A: I don’t think they took the case seriously because it was too big. It might have been that. If they were wrong they could be sued. But if they’re right it’s a Pulitzer. The main factor was that he was several times larger than the largest known hedge fund, and no one knew he was running money. And he was former chairman of NASDAQ, sat on all the right industry boards and was trading five to 10 percent of the daily stock exchange volume in the United States, so everybody at the Wall Street Journal and the New York Times assumed, “well, he’s so rich he doesn’t need to steal.”
Q: People have called Madoff a sociopath, but it’s also been noted that he expressed a keen concern for his family, and that doesn’t really express sociopathic behavior. What’s your ultimate assessment of him?
A: I think he was a man without a soul, and without a conscience. He was a stone cold financial predator.
Q: Was it just greed, or was there something else?
A: Oh, it was greed. And I think you’d have to go back into his history. The three Madoff biographies that were published in August 2009 all point to his family. His parents were caught running a boiler room in the early ’60s and were shut down by the SEC, so you’d have to say that he was born of a poisonous family tree. And that was probably all he ever knew. It had a lot do with upbringing I suspect.
Let me explain what some of the victims have told my team and I. Bernie Madoff would come up to them at Bar Mitvahs and Bat Mitzvahs and say, “I’ll let you in.” He would go to weddings and funerals and hunt for victims. He’d bring a nice gift and everybody would say, “There’s Uncle Bernie, what a swell guy.” He’d go up to the grieving widows at funerals and say, “I’m so sorry for your loss. I’ll take care of you. Just give me all your money and I’ll manage it for you.” And of course he did take care of them. He wiped them out.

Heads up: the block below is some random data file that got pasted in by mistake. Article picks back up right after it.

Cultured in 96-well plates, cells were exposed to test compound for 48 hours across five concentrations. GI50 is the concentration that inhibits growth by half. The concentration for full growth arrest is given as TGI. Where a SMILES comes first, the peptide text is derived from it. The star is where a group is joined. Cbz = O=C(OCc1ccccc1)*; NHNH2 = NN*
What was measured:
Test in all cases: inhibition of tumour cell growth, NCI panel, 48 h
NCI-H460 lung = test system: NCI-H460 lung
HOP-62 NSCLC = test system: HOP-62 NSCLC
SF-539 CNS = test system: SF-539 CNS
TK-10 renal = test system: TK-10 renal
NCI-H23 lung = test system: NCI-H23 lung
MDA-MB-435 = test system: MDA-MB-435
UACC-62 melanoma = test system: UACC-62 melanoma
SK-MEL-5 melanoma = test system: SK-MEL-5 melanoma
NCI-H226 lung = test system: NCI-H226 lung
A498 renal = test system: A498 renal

Q: How are you doing now?
A: I’ve got massive cases against the banks. The bank foreign exchange pension custody cases. Those are cases I developed about eight years ago. The state of Virginia intervened in my case last week for $931 million vs. Bank of New York Mellon. For $11 million the state of Florida intervened. And I’m doing cases against State Street Bank and Bank of New York for multiple billions each for pension fraud. They stole 1 percent for every currency trade for pension funds.
I’m a self-proprietor. I typically investigate large, billion dollar plus financial fraud schemes against investors.
Q: Have other whistle-blowers come to you for advice?
A: Yes. On occasion they’ll contact me. I’m not a lawyer, I can’t give legal advice. But I can give them advice about what it’s like to be a whistle-blower. Usually you get discriminated against, there could be retaliation, you could face job loss. You have to be very careful about how you blow the whistle. If your employer finds out about it, you’re going to have a tough life. My advice to whistle blowers is always a good whistleblower is like a good fart: silent but deadly.
Q: How has your life changed since this all began?
A: Well, I can’t do cases undercover anymore. I usually meet with witnesses after hours. Often I seek out restaurants that have particularly bad food, because I know other people won’t patronize them. I’ve learned to enjoy eating bad food.
MetroFocus Multimedia Editor John Farley conducted this interview, which has been edited and condensed.